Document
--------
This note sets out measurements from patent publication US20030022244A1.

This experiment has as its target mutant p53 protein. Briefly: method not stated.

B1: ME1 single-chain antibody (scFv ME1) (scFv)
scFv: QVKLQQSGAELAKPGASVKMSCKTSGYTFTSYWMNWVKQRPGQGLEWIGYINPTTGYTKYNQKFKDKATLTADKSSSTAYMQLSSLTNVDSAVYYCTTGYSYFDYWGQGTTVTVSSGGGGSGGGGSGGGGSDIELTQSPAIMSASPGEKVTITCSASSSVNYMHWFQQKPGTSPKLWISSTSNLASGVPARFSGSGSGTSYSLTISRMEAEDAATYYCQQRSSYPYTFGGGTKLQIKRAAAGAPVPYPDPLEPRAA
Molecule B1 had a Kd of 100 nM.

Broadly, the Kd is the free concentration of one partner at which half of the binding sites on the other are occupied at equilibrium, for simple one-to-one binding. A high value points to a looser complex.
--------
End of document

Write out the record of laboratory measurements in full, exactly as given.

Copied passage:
This note sets out measurements from patent publication US20030022244A1.

This experiment has as its target mutant p53 protein. Briefly: method not stated.

B1: ME1 single-chain antibody (scFv ME1) (scFv)
scFv: QVKLQQSGAELAKPGASVKMSCKTSGYTFTSYWMNWVKQRPGQGLEWIGYINPTTGYTKYNQKFKDKATLTADKSSSTAYMQLSSLTNVDSAVYYCTTGYSYFDYWGQGTTVTVSSGGGGSGGGGSGGGGSDIELTQSPAIMSASPGEKVTITCSASSSVNYMHWFQQKPGTSPKLWISSTSNLASGVPARFSGSGSGTSYSLTISRMEAEDAATYYCQQRSSYPYTFGGGTKLQIKRAAAGAPVPYPDPLEPRAA
Molecule B1 had a Kd of 100 nM.

Broadly, the Kd is the free concentration of one partner at which half of the binding sites on the other are occupied at equilibrium, for simple one-to-one binding. A high value points to a looser complex.